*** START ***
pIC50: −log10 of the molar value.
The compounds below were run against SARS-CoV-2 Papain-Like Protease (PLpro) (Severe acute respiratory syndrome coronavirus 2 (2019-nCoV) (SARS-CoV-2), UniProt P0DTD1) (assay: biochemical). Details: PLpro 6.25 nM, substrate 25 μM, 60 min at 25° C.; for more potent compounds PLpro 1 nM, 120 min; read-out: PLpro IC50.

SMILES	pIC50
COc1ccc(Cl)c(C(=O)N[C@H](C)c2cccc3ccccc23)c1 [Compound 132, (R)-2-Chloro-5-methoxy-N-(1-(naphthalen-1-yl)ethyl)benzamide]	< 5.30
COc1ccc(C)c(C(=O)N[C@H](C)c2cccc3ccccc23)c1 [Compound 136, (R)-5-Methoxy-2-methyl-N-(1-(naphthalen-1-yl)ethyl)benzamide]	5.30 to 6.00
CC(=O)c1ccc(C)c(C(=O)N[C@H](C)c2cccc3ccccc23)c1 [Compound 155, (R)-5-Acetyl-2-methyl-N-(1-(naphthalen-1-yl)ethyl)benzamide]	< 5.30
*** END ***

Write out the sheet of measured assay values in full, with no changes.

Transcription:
pIC50: −log10 of the molar value.
The compounds below were run against SARS-CoV-2 Papain-Like Protease (PLpro) (Severe acute respiratory syndrome coronavirus 2 (2019-nCoV) (SARS-CoV-2), UniProt P0DTD1) (assay: biochemical). Details: PLpro 6.25 nM, substrate 25 μM, 60 min at 25° C.; for more potent compounds PLpro 1 nM, 120 min; read-out: PLpro IC50.

SMILES	pIC50
COc1ccc(Cl)c(C(=O)N[C@H](C)c2cccc3ccccc23)c1 [Compound 132, (R)-2-Chloro-5-methoxy-N-(1-(naphthalen-1-yl)ethyl)benzamide]	< 5.30
COc1ccc(C)c(C(=O)N[C@H](C)c2cccc3ccccc23)c1 [Compound 136, (R)-5-Methoxy-2-methyl-N-(1-(naphthalen-1-yl)ethyl)benzamide]	5.30 to 6.00
CC(=O)c1ccc(C)c(C(=O)N[C@H](C)c2cccc3ccccc23)c1 [Compound 155, (R)-5-Acetyl-2-methyl-N-(1-(naphthalen-1-yl)ethyl)benzamide]	< 5.30